Review of Bridging Divides: Year One Figure 3: Number of grants made under each project type to date Organisations supported The distribution of income of the organisations supported under the three main Bridging Divides programmes to date is similar to that seen under Investing in Londoners. The majority of grants made are for medium-sized organisations, with 32 organisations with a turnover between £100k and £500k having been supported so far. Figure 4: Number of organisations supported under three main Bridging Divides programmes, by income band The location of organisations supported also shows similar trends to that of Investing in Londoners. Organisations based in Camden have received the highest number of grants to date (15), followed by Lambeth (10), Southwark and Islington (9 each). All these are boroughs where, of course, a number of pan-London or national charities have their HQ.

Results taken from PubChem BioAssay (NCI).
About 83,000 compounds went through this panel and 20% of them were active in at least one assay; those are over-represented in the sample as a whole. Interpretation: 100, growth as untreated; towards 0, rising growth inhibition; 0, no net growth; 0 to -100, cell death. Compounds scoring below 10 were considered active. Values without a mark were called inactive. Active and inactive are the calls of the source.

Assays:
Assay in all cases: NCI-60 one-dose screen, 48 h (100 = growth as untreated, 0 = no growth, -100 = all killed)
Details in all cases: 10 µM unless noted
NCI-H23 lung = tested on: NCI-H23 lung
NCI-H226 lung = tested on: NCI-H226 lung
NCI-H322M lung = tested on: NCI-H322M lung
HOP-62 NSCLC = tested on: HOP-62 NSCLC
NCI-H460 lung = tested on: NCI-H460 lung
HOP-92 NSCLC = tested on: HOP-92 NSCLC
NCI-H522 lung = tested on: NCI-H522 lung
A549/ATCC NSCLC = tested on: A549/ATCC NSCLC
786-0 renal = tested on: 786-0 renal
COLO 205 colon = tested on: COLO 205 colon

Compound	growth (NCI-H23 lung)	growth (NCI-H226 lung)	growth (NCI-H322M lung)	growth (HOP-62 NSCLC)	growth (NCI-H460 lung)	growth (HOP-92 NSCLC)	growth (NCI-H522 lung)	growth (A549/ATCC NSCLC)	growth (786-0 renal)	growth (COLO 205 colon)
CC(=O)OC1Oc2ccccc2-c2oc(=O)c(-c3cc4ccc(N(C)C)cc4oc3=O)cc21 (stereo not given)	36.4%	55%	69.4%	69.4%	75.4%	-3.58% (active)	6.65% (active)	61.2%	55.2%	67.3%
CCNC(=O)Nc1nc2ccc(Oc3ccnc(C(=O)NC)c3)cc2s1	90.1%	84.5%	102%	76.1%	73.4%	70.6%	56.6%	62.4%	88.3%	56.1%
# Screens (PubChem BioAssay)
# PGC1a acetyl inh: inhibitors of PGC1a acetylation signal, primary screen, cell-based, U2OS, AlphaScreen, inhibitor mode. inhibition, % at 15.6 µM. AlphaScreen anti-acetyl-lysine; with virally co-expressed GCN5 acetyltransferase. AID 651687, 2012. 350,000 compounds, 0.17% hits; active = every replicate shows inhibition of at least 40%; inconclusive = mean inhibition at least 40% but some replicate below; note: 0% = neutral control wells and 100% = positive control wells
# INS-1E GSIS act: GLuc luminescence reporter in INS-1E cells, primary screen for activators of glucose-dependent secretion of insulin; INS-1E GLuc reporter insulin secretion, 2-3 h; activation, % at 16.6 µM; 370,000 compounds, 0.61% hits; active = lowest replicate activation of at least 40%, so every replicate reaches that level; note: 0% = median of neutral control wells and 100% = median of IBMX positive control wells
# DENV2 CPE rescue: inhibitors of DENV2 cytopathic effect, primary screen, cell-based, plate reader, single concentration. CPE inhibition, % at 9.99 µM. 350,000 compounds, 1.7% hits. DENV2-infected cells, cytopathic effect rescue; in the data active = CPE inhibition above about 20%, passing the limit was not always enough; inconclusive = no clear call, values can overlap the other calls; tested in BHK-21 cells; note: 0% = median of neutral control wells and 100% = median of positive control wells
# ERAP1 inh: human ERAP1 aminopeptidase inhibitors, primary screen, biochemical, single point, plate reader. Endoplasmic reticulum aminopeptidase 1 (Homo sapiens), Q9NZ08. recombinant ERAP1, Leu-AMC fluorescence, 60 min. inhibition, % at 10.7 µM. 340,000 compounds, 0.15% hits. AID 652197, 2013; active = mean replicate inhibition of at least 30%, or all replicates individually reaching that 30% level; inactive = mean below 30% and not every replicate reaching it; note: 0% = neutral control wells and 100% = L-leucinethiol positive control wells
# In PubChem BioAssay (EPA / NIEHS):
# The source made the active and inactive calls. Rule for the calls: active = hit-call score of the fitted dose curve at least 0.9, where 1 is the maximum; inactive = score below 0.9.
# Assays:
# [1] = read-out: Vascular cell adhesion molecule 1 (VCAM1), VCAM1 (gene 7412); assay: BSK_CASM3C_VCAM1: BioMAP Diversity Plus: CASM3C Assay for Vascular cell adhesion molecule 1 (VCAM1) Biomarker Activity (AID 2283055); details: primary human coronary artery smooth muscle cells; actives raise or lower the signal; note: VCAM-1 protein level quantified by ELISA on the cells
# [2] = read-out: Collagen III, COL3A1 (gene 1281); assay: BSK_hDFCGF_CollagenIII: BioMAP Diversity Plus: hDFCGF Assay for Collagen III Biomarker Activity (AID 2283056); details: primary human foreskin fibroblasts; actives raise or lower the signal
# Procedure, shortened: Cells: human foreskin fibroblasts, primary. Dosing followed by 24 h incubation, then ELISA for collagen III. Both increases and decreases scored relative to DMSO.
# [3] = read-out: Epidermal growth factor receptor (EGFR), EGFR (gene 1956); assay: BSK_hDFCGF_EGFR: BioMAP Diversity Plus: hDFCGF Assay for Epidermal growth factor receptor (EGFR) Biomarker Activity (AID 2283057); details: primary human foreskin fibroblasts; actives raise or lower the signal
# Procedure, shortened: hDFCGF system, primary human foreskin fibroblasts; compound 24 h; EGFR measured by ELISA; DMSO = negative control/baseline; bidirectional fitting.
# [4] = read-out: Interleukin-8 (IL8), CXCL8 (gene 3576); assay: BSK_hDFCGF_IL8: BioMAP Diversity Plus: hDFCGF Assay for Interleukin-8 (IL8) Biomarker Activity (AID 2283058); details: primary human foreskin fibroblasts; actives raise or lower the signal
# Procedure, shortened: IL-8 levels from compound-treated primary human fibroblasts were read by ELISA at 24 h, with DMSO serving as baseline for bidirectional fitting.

Review of Bridging Divides: Year One Figure 5: Number and value of grants made under the three main Bridging Divides programmes, by organisations’ borough base Borough Base Number of grants Value of grants Camden 15 £ 1,773,700 Southwark 9 £ 1,099,000 Hackney 6 £ 938,240 Lambeth 10 £ 903,162 Kensington & Chelsea 4 £ 822,650 Islington 9 £ 712,200 Westminster 4 £ 707,000 City 3 £ 458,000 Tower Hamlets 7 £ 398,740 Greenwich 3 £ 260,000 Redbridge 2 £ 255,900 Newham 4 £ 237,900 Hammersmith & Fulham 2 £ 181,200 Hillingdon 1 £ 175,000 Lewisham 3 £ 140,200 Bromley 2 £ 134,200 Ealing 3 £ 119,775 Outside London 3 £ 118,800 Haringey 3 £ 114,500 Wandsworth 1 £ 86,000 Waltham Forest 1 £ 83,150 Barnet 1 £ 77,320 Richmond 1 £ 70,300 Enfield 1 £ 70,000 Merton 1 £ 69,000 Hounslow 1 £ 63,500 Brent 1 £ 3,000 Barking & Dagenham 0 £ - Croydon 0 £ - Harrow 0 £ - Havering 0 £ - Kingston 0 £ - Sutton 0 £ - Borough not known 13 £ 2,476,495 The primary location of beneficiaries (as identified by organisations granted funding) also follows a similar trend. Most funded activity is for London-wide beneficiaries (33 projects), followed by Camden (6) and Islington (5). The analysis of applications and grants data to be presented to the July Committee meeting will explore in more detail the types of organisations that have been supported by the Trust, as well as more detailed analysis of early trends in geographical location.